You’re in the waiting room about to see the hiring manager. You strike up a conversation with the person sitting next to you. He may be wearing a more expensive suit and may have a slightly more confident posture, but he holds practically the same credentials that you do. His interview ends with a pat on the shoulder and an offer while you were sent to the door.
Students might want to stop their parents from turning their old bedrooms into home gyms, as they may find themselves crashing there for another few months post-graduation. A recent study conducted by The New York Times ranked Washington University 102nd out of 150 universities around the globe on the basis of employability after undergraduate studies.
Washington University’s Career Center has stepped up its efforts to help students obtain the jobs they want. This initiative is a reaction to students’ worries about finding jobs in the current economic climate.
As Americans do their best to weather the economic storm, architects throughout the country are finding themselves losing their footholds. Nationally, approximately 30 percent of architects are unemployed. According to statistics released by the American Institute of Architects for July 2008, architectural firms across the nation were employing a total of 224,000 people. By January 2009, that number had dropped to 206,000.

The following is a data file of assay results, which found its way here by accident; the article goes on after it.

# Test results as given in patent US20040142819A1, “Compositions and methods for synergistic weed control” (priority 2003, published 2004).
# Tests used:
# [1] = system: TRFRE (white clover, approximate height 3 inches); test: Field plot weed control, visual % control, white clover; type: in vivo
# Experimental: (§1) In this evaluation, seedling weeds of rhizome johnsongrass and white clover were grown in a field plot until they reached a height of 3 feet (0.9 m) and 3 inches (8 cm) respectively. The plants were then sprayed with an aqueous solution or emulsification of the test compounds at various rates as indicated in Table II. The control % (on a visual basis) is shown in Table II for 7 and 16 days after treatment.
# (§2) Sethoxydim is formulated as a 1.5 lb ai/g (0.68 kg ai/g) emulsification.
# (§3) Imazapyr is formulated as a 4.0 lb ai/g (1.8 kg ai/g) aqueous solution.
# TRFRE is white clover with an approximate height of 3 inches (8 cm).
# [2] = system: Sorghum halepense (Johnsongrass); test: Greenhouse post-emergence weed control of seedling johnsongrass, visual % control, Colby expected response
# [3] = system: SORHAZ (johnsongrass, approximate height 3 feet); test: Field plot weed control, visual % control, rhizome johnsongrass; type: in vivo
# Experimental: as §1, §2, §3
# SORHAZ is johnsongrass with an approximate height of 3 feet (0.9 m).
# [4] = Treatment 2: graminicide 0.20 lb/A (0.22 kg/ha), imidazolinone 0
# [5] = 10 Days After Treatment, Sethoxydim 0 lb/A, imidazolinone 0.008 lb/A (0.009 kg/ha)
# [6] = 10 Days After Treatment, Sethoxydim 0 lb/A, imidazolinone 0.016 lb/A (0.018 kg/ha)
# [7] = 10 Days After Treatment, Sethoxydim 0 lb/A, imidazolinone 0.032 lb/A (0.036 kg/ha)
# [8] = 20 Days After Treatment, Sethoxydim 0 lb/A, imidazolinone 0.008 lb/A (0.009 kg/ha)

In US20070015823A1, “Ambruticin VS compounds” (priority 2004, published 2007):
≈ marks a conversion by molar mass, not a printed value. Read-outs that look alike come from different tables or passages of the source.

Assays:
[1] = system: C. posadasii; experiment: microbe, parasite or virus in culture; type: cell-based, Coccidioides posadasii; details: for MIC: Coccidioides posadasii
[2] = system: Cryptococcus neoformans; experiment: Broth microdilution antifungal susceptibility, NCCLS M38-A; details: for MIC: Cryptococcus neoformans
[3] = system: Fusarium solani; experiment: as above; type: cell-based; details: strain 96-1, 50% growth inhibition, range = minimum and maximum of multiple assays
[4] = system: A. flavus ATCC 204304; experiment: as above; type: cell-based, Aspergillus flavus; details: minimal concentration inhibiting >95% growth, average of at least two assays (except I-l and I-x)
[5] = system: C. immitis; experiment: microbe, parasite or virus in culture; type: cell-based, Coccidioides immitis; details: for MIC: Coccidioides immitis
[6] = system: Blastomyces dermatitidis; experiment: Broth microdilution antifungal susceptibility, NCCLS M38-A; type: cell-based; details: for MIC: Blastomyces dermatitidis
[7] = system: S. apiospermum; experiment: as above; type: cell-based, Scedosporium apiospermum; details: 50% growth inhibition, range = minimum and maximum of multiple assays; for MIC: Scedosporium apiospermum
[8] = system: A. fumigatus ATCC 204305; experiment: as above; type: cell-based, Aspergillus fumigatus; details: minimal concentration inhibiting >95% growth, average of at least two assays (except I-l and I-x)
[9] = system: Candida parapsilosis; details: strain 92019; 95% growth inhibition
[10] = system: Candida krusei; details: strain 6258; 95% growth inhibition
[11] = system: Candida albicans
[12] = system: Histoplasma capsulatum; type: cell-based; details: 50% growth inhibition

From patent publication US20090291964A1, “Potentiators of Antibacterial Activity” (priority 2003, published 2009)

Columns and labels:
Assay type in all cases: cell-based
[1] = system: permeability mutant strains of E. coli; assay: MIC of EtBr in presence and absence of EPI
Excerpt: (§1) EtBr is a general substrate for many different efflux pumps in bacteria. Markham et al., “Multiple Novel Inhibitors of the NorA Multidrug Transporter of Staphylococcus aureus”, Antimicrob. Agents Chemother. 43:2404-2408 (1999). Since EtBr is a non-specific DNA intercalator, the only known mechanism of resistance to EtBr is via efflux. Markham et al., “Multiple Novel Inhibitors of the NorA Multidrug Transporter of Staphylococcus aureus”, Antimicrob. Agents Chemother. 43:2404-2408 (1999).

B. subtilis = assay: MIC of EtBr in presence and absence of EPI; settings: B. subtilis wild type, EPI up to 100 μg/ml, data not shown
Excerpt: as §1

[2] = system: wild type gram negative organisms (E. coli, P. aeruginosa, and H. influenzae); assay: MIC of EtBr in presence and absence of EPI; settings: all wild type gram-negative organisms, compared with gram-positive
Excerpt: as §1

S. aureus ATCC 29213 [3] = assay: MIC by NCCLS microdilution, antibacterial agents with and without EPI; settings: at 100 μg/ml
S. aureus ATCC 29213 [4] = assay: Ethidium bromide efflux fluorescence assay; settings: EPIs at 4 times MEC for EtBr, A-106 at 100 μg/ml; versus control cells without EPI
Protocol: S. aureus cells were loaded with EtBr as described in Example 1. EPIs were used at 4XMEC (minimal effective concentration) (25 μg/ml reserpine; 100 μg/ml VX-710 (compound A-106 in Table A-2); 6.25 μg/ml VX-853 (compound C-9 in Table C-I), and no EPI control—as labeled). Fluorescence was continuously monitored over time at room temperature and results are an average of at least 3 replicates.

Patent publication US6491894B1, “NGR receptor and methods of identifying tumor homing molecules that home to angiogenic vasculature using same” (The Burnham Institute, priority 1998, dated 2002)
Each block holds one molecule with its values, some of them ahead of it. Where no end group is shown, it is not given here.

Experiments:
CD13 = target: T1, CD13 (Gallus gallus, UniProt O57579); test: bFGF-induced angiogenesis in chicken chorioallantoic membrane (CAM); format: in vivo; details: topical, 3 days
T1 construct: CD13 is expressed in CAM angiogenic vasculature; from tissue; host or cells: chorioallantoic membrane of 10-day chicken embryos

The recent scarcity of jobs for graduating college students has provoked debate over whether a liberal arts education is worth the high tuition and burden of student loans. According to Mark Smith, director of the Washington University Career Center, pre-professional majors may be more practical than other degrees in terms of finding employment after graduation. […]
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